Shola Emmanuel’s “Ododo” from the “Kind of music” album



  • Shola Emmanuel’s “Ododo” from the "Kind of music" album
  •  July 9, 2020

The sun rises. The determination fuels the grit, the passion to get where you want to go that day is waiting for you to scoop it up.

Now, imagine a soundtrack to your morning, a caffeinated jazz sound swirling with angelic voices, smooth saxophone player, pristine piano, and flavorful percussion.

Shola Emmanuel’s “Ododo” from the “Kind of music” album is a song for the ages. It’s a wide swath of rich tones and arm-raising triumphs.

Born in Nigeria, and now based in Atlanta, Georgia, Emmanuel’s musical heroes include Quincy Jones, Sting, Herbie Hancock, and more. He names his influences Yanni, Hugh Masekela, Kirk Whalum, Beyoncé, and more.

He’s toured in Canada, Italy, France, the United Kingdom, and the United States. Emmanuel’s debut EP, Yoruba Project hit in 2018; “Ododo” is from the album Kind of Music.


I would have liked Emmanuel to be a bit more generous with the saxophone in the track. Don’t get me wrong, there is plenty to go around, a dazzling display of harmony.

“Ododo” is more of a team effort. The piano, especially, takes the spotlight on several occasions. The music bed ripe with emboldening embers from the organic vocals dances through rhythmic percussion.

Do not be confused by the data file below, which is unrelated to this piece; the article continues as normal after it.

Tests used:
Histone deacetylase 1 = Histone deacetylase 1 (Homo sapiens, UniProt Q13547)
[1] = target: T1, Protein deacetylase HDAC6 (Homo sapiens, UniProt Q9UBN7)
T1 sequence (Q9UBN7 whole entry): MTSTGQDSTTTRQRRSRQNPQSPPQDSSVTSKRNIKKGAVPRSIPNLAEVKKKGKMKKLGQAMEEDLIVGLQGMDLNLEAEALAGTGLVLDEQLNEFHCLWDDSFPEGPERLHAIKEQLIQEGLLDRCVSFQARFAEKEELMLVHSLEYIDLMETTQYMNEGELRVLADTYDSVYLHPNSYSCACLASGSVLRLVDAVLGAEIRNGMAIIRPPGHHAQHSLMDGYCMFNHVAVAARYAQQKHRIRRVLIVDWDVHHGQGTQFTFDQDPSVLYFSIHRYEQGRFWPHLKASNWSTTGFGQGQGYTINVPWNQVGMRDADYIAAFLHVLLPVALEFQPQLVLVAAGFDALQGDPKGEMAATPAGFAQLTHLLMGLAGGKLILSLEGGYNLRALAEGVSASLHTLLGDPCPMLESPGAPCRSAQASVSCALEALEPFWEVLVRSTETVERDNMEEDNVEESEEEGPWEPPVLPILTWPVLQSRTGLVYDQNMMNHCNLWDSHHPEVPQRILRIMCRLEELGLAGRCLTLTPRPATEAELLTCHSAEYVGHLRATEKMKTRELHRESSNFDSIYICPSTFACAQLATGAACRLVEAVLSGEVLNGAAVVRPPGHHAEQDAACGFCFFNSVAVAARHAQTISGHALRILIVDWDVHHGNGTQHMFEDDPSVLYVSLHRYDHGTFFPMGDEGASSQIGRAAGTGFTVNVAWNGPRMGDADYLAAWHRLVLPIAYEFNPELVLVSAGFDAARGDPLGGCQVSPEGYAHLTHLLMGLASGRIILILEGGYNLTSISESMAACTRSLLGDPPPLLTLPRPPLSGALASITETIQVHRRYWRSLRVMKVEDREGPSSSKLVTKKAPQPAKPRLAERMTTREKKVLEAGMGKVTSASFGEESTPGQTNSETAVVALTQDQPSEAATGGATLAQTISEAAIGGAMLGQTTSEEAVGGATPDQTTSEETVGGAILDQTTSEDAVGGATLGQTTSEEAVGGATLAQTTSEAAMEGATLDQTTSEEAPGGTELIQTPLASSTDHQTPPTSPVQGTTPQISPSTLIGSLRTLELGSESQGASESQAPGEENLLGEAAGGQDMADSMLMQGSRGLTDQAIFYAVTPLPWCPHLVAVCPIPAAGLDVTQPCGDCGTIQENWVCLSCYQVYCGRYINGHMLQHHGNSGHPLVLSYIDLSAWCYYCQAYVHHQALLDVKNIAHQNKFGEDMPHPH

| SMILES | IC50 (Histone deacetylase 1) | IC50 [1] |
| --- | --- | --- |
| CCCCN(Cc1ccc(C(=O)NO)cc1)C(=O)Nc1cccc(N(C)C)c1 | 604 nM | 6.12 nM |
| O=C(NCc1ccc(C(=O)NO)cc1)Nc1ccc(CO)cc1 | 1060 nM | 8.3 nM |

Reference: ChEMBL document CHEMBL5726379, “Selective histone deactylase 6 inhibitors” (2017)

The movement in the song continues, with angelic-like vocals, smoldered out by the instrumentation. As the lead vocalist sings, the light continues to shine, all is well in the world.

Like wildfire, the instrumentation and vocalist strike, with tidbits of emeralds and generations of storytelling embossed in spirit.

What are they saying and singing about? I’m not sure. Music is the universal language and this song speaks to the soul, which is what Kind of music album is intended for.

The percussion moments can be like little taps on the shoulder, triggering the listener to zip up and zip out. Like a butterfly, parading around the sky carefree, “Ododo” seems to give glimpses of natural beauty and nods at the miracle of human life.

Yes, all this and more in a smooth-Afro-jazz song, among other African jazz vibes the Kind of music album present. I wish I were more astute at the Nigerian language and culture, but going into this song a bit blindsided actually didn’t hinder my experience.

I think listeners will find that their sonic encounter will hold their hand (and heart) in a completely different way. Kudos to the musicians in this band for realizing this and not putting us in a confined box. As we’re left to our devices, the lyrics change meaning as much as our experiences change our interpretations.


Toe-tapping along, I found my way down Alice’s rabbit hole. I closed my eyes and just let the music drift me towards dreamland.

Exotic tones, vibrating drums, and the spark of the saxophone came at me like a Disney animation. It’s also an overwhelming sense of regrowth and rebirth.

Like a Phoenix rising, “Ododo” champions the insecurities and confidences someone has and just bottles it up, only to explode or burst like a ticker-tape parade.

As the listener shakes off the cobwebs and plugs into this track, the moment turns bigger, brighter and you seem to become your best self. “Ododo” is a musical celebration.

Michael Rand